- As you are doing this, keep your legs kicking just at the surface of the water, making small splashes as your feet re-enter the water.
This stroke will give you a full-body workout that is excellent for your lats. It does also provide substantial benefit to your chest, arms, core, and legs, but it really excels at working your latissimus dorsi, or ‘lats’. When executed correctly as part of your normal swim workout, this is one of the best strokes you can do. The backstroke is also sometimes called the back crawl, because of the resemblance to the front crawl.
The backstroke is done while you are in a horizontal position on the water with your torso facing up laying on your back. During the stroke, you will move side to side slightly, but most of the stroke has you facing belly up. You need to keep your legs moving. To have stronger legs you may want to take a look at the best leg extension leg curl machines since targeted leg exercise will definitely improve your swimming speed.
To do the backstroke:
- Keep your body flat and start kicking immediately.
- Use the flutter kick, keeping your legs straight, using your hips to move the legs instead of the knees.
- As your legs are kicking your arms should be at your sides with your palms nearly resting on the thighs.
- Reach an arm out upward-pointing toward space, and push it down, hitting the water.
- Dig your arm down into the water and push it outward, pushing yourself forward.
- Repeat this with the other arm while keeping the legs kicking.
This is not technically a professional swim stroke, but it is one that we all learn first. It is a movement where your arms stay under your chest and never leave the surface of the water. It is a good way to move forward if you have a shoulder injury since it does not require you to make wide motions with your arms, engaging your shoulders. It will work your arms and upper body while also giving your legs a workout.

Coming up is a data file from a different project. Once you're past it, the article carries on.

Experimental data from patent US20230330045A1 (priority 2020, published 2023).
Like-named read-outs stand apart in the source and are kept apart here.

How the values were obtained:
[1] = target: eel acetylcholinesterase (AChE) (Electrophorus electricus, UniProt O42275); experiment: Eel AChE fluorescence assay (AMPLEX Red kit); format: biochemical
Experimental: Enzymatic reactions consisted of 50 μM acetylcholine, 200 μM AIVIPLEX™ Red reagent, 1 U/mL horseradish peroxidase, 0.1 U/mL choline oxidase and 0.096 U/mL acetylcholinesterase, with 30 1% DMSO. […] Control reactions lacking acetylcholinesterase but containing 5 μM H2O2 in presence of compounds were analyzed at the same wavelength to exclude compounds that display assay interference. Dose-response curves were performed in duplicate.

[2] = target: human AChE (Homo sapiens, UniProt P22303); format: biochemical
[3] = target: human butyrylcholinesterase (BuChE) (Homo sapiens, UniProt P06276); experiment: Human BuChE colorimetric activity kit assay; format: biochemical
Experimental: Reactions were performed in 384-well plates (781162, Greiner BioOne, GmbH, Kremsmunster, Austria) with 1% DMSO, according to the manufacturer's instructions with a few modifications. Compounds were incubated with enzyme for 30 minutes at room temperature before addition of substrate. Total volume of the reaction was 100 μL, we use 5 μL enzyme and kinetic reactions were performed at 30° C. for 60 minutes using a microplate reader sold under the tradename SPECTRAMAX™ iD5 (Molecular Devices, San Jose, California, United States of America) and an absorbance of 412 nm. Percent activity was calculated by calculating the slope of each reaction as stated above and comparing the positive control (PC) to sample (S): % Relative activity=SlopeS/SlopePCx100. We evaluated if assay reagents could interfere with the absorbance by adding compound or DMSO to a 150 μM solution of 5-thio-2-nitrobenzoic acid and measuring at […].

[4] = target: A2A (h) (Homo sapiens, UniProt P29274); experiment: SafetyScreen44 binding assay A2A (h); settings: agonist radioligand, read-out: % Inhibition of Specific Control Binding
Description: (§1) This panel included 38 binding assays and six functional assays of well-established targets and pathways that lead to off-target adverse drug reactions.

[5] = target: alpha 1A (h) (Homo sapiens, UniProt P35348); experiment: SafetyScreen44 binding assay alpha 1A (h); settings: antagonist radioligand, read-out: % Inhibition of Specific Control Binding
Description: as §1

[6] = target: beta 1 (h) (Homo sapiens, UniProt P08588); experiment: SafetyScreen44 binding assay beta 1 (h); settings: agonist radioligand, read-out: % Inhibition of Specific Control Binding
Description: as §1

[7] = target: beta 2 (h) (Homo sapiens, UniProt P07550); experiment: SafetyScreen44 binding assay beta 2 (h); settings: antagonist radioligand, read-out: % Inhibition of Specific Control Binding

To do the doggie paddle:
- Start with your body under the water except for your head.
- Now start kicking your feet, bending your knees, and using the knees to kick the feet.
- Make cups with your palms and alternate pulling each hand back toward your waist as you keep your body in the water.
- Repeat this step as you keep moving forward.
Best Swim Workout
Before you do any workout, stretching is important. Take some time to warm up and stretch. If you are currently trying to build muscle, you may want to check out the best creatine supplements since they are extremely effective at adding new muscle tissue.
This workout is excellent for all skill levels. If you are new to swimming, or already familiar with more complex swim workouts, this one will give you an amazing workout. To do this workout, you will need a simple floating board. It is a combination of simple strokes for alternating distances that will give your muscles some great resistance training, and your cardiovascular system some excellent benefits.
- First, hold the board in front of you under your chest. Use your legs to flutter kick, pushing yourself forward for about 25 yards. When you reach 25 yards, take a little break for about 20 seconds.
- Next, you will be doing some laps, alternating freestyle stroke on the way there, and backstroke on the way back to the starting side of the pool. Rest for about 30 seconds between laps. Repeat this for 4 laps total. When you finish this, give yourself a minute of rest before moving on to the next part.
- On the board, use sprint kicks to get you across the pool, on the way back to the starting side, use easy style kicks. Repeat this for 6 laps, resting for 20 seconds between laps.
- Now take a rest for a full two minutes, allowing your body to get a break!
- Freestyle for 8 laps, resting for 20 seconds between laps.
- Alternate butterfly stroke and backstroke for 4 laps, resting for 20 seconds between laps.
- Finally, breaststroke for 4 laps with 20 seconds rest between laps.
This workout is simple, but that is the point! It will give you an excellent full-body workout while helping you master the strokes you learned earlier. Keep in mind that if you feel your muscles starting to cramp up, it is OK to take a break and give them a good rub-down. Don’t overdo it, If it is too difficult to complete all the steps, you can just do a few of them and try again tomorrow! If you enjoy low impact workouts, check out the best punching bags !